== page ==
By Judy Reed
When voters in the Cedar Springs Public School district head to the polls on February 28, there will be more choices than whom they want for president. They will also be voting on whether to allow the school to levy 1 mill to create a sinking fund to help renovate and repair school roads, buildings, and other items allowed under the law.
If passed, the owner of a home valued at $100,000 would pay about $50 a year toward the fund over a 10-year period. It’s estimated that the first year would bring in about $521,000.
“It must be used for capital improvements,” said Assistant Superintendent David Cairy. “It cannot be used on supplies or new equipment.” He said they have a 75-page document that is very specific about what the funds can be used for. Cairy said they would look first at what was deteriorating the most.
He said that milling and repaving roads would be a top priority, given the age and the rate at which they are deteriorating. They have been doing small sections at a time and patching where needed, but major work needs to be done. “If we keep putting it off, we’d have to make a larger investment later,” he explained.
Hundreds of vehicles drive over the campus everyday, including buses, school vans, staff, student and parent vehicles. “It’s especially more worn where the buses are grinding over the road four times a day,” noted Cairy.
The cost to mill and repave, do curb and gutter work, and sub-pavement aggregate work is estimated to cost somewhere between $1,000,000 and $1,500,000, which would eat up a big portion of the maintenance budget. The current school budget for maintenance is $2 million.
Second on their priority list is parking expansion at Cedar Trails Elementary, Beach Elementary and the High School, with improved pick up and drop off, which could cost $235,000 to $450,000. Other items on the list put together by a community advisory committee include security modifications, technology infrastructure, and replacement of aged gym floors at Beach and Cedar View.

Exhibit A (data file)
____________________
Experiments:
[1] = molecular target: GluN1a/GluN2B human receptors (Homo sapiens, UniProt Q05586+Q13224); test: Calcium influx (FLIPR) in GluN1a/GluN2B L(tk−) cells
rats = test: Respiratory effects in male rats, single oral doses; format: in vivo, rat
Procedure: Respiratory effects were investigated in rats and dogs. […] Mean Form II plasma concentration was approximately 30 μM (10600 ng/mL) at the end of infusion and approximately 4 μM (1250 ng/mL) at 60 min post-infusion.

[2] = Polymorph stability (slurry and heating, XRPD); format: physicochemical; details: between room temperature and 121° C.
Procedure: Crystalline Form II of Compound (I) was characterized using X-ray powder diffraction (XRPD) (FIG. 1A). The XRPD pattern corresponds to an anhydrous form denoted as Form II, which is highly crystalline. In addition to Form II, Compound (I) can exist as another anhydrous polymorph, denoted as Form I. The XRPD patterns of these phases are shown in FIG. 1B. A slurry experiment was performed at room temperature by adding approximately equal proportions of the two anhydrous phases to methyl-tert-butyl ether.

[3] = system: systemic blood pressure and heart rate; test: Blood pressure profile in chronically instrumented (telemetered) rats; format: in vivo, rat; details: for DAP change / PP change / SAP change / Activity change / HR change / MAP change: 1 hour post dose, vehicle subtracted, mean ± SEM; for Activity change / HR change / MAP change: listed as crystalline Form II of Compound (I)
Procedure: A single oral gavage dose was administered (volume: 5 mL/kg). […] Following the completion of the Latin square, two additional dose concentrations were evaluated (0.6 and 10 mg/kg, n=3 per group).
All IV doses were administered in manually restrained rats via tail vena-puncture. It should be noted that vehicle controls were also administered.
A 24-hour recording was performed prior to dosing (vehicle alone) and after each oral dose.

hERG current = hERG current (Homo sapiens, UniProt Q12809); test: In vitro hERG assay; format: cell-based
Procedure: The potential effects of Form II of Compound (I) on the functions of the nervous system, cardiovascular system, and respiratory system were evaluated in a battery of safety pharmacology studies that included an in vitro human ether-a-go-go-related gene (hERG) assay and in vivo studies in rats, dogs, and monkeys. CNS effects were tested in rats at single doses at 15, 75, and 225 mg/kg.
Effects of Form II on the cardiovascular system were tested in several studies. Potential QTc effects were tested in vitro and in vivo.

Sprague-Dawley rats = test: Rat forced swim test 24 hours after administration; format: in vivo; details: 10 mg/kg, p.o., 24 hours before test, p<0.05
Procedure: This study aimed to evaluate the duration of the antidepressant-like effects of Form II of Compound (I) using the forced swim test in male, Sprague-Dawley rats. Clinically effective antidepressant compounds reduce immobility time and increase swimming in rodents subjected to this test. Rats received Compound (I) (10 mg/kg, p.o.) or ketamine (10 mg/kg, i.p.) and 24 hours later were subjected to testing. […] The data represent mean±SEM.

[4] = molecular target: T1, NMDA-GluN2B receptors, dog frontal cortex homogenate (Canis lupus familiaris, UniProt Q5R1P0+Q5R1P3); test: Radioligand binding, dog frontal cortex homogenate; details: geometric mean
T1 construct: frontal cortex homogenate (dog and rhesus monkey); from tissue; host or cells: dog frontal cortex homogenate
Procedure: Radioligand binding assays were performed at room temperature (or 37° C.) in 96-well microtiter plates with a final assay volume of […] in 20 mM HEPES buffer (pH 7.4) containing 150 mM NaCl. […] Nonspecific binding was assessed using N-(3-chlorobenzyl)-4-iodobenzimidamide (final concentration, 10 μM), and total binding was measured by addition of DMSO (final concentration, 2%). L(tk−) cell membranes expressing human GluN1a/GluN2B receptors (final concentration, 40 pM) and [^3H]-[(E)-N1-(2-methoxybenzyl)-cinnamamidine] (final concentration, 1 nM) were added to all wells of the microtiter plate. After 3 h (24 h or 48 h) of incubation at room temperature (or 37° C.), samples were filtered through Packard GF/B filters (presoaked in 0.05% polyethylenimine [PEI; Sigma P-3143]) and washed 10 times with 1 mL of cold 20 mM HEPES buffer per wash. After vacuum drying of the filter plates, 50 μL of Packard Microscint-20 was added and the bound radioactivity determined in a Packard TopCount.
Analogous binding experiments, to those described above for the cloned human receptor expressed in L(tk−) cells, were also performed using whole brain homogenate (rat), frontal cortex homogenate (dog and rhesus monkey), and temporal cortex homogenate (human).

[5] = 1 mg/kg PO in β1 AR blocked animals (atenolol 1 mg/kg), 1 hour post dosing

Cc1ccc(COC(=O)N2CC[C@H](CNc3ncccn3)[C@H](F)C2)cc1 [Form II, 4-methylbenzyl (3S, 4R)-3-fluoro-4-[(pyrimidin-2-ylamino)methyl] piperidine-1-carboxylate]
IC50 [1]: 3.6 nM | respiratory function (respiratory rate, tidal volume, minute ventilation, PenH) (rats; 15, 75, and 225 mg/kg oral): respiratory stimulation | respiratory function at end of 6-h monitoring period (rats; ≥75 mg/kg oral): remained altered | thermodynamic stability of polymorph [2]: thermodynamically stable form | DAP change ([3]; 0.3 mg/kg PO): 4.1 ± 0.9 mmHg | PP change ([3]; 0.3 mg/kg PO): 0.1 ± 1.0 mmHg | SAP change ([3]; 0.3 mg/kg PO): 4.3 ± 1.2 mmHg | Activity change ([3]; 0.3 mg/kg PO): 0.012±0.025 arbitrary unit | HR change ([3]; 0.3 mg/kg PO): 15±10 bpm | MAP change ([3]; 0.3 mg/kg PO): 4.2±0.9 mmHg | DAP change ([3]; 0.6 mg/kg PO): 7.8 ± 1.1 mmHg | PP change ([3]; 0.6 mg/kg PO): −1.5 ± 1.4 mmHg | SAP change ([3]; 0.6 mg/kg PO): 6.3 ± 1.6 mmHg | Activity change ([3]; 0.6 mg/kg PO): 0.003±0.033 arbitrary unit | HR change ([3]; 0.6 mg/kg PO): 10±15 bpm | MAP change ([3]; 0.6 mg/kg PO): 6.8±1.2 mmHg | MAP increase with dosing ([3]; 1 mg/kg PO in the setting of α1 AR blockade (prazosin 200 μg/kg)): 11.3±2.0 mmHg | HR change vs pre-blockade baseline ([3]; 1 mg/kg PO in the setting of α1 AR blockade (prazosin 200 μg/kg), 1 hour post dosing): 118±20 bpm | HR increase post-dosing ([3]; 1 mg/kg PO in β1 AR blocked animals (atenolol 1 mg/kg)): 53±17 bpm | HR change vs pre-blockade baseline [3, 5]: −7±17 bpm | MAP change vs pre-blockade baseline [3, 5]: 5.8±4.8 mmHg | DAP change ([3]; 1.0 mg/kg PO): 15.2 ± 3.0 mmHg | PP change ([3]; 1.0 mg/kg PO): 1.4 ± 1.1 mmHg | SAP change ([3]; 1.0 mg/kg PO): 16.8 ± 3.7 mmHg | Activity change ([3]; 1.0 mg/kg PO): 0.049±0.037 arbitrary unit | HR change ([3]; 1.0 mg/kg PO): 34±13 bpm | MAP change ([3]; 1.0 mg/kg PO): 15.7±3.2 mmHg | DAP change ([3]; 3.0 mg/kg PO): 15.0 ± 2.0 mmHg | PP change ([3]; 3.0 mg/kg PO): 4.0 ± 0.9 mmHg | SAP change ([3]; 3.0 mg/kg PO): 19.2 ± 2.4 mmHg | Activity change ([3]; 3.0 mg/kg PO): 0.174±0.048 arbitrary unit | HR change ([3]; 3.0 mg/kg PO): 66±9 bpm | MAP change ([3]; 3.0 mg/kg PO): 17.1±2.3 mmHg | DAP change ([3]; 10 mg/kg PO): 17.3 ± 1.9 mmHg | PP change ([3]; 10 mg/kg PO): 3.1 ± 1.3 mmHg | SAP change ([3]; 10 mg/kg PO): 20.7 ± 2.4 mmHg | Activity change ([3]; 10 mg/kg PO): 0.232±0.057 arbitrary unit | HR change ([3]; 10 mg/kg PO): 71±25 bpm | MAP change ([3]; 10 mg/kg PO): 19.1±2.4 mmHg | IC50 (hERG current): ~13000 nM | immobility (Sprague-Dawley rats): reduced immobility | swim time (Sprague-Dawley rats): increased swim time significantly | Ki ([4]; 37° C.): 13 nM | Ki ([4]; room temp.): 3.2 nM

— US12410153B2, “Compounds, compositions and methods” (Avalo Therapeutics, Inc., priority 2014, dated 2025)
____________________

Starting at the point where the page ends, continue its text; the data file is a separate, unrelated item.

Cedar Springs, like many in Michigan, has been battling increasing costs and shrinking revenue from the state, forcing millions of dollars in cuts over the last few years. And while it is still early in the state budget process, Cairy estimated that according to the Governor’s plan, they might see $500,000 less in revenue than last year. And that doesn’t take into account increased expenditures.
Cairy noted that the great thing about the sinking fund is that it will be carefully scrutinized and audited, and that every dollar that comes in can be spent on their needs. “It meets our goal of not incurring any debt,” he said.
And what if the millage doesn’t pass? “Things will get reallocated, or we may have to take money out of the fund balance. But we have done cold-patching on the roads as long as we can.”